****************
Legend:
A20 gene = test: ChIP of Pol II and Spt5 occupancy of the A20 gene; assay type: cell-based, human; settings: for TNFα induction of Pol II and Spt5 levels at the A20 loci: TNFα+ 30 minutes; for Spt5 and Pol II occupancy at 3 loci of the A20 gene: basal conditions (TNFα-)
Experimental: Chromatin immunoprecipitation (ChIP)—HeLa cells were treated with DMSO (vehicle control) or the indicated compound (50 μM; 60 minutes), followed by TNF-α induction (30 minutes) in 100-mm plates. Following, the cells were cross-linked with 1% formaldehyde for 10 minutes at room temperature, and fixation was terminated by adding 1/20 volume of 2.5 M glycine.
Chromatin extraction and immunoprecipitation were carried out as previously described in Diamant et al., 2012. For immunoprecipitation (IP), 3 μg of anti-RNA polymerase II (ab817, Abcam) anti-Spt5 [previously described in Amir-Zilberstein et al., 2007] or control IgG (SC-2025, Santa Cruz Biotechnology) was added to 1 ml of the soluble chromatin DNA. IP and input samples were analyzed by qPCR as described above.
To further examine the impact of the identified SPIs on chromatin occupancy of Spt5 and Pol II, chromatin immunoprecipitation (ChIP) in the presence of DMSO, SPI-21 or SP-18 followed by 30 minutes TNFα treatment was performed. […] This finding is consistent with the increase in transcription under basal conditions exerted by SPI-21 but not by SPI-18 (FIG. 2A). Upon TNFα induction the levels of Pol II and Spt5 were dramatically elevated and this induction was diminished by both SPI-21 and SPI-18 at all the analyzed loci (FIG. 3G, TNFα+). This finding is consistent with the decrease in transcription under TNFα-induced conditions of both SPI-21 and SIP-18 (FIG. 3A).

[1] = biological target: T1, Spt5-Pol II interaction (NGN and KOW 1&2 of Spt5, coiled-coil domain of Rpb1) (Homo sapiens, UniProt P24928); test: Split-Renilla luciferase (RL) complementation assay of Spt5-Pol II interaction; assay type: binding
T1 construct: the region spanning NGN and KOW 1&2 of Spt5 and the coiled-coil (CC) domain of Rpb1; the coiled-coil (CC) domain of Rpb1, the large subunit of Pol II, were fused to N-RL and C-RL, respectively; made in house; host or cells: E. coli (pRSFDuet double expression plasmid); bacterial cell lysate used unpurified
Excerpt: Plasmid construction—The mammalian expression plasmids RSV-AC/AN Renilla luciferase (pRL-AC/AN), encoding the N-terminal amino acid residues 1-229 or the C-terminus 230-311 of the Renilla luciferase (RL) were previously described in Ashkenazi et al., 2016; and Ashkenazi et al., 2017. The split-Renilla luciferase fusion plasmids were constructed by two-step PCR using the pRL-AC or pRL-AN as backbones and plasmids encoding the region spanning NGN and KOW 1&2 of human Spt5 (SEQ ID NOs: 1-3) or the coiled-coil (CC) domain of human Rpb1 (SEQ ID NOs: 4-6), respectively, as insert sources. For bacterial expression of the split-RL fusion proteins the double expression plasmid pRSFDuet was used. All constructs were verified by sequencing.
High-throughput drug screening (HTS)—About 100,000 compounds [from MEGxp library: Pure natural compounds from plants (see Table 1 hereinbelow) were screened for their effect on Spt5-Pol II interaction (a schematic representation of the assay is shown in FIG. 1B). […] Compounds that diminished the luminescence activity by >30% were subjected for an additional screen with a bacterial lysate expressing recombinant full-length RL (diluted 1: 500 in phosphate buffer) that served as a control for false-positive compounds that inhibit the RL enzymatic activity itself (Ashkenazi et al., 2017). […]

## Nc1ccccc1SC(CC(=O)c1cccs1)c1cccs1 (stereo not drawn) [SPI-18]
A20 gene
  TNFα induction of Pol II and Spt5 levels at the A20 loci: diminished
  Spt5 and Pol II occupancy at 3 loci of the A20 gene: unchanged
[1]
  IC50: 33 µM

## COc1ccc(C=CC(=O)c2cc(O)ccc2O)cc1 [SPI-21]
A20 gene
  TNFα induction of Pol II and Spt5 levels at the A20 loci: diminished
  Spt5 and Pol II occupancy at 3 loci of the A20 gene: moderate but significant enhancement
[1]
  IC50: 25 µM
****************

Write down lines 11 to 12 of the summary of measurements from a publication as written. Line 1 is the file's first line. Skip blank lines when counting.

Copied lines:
A20 gene
  TNFα induction of Pol II and Spt5 levels at the A20 loci: diminished